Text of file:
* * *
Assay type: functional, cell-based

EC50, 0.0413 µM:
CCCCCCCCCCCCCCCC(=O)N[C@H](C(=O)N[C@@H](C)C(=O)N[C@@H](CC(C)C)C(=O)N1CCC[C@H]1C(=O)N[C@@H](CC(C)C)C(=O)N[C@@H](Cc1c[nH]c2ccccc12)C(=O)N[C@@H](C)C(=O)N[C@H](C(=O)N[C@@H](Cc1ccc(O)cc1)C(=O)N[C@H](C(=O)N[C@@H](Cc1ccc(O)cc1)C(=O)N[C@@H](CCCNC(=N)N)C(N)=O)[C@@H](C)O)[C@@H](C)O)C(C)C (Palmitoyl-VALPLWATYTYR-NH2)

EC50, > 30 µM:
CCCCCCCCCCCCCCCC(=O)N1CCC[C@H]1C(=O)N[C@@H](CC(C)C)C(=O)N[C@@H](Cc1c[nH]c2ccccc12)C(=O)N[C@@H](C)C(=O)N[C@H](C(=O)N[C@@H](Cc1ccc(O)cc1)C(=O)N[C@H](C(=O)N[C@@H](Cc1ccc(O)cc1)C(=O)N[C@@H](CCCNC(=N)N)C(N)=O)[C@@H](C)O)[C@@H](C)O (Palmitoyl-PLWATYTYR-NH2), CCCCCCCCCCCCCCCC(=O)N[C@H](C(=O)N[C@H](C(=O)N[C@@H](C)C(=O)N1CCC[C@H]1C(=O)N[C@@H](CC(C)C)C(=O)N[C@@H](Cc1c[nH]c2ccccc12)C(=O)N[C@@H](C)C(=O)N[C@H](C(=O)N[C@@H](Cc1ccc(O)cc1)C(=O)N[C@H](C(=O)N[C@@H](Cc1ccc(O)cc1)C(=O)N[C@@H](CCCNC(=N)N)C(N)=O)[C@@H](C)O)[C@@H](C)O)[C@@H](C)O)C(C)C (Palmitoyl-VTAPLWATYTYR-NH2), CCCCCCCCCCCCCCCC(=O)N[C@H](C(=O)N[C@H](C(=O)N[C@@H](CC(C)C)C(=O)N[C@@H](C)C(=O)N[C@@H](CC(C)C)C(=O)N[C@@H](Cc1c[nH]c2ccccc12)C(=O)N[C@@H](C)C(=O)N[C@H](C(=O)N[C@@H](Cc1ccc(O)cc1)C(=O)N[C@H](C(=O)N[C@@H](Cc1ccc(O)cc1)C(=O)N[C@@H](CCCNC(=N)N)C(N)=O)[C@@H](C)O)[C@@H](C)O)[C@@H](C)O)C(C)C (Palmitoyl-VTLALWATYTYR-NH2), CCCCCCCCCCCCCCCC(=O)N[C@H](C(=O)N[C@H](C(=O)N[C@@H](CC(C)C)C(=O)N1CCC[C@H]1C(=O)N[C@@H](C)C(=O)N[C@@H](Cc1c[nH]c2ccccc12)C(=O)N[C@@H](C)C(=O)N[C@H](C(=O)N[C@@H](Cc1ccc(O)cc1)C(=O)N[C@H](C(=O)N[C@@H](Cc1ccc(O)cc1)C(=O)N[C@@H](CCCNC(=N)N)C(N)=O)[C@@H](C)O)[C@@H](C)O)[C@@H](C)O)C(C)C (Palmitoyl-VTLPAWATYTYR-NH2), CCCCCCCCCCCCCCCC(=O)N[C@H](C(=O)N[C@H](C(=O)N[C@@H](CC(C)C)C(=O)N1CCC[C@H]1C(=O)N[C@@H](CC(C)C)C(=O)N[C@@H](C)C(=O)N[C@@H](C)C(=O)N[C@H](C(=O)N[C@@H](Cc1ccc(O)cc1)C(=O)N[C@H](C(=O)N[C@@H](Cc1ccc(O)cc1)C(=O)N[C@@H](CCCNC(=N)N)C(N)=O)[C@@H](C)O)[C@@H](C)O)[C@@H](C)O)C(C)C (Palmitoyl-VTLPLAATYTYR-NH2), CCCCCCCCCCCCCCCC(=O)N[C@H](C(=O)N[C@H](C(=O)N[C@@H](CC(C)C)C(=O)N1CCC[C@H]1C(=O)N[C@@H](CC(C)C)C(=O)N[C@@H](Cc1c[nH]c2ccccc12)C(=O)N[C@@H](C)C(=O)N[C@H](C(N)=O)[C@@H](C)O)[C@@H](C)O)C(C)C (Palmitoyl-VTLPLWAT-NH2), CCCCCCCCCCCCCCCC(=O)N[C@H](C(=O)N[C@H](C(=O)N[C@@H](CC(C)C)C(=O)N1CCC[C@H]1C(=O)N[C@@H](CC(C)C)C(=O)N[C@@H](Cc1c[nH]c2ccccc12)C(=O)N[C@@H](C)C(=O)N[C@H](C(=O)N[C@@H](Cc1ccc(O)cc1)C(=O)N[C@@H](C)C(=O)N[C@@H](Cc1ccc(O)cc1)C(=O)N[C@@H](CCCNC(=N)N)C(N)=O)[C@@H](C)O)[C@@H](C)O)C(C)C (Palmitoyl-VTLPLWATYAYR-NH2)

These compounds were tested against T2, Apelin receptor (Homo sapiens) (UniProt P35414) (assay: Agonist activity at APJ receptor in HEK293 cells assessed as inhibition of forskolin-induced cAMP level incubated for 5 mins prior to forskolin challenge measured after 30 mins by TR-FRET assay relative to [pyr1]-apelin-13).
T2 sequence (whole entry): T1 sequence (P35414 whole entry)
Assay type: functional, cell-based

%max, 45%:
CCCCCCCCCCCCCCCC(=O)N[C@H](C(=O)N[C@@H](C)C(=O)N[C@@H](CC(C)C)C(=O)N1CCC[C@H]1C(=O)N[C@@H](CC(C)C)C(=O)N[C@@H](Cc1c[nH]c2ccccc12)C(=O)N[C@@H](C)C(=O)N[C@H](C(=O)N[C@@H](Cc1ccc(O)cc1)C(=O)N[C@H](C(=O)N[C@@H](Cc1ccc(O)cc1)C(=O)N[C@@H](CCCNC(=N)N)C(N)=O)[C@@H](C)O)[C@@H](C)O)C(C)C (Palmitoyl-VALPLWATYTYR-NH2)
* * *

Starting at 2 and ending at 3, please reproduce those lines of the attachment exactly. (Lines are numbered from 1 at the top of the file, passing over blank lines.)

EC50, 0.0413 µM:
CCCCCCCCCCCCCCCC(=O)N[C@H](C(=O)N[C@@H](C)C(=O)N[C@@H](CC(C)C)C(=O)N1CCC[C@H]1C(=O)N[C@@H](CC(C)C)C(=O)N[C@@H](Cc1c[nH]c2ccccc12)C(=O)N[C@@H](C)C(=O)N[C@H](C(=O)N[C@@H](Cc1ccc(O)cc1)C(=O)N[C@H](C(=O)N[C@@H](Cc1ccc(O)cc1)C(=O)N[C@@H](CCCNC(=N)N)C(N)=O)[C@@H](C)O)[C@@H](C)O)C(C)C (Palmitoyl-VALPLWATYTYR-NH2)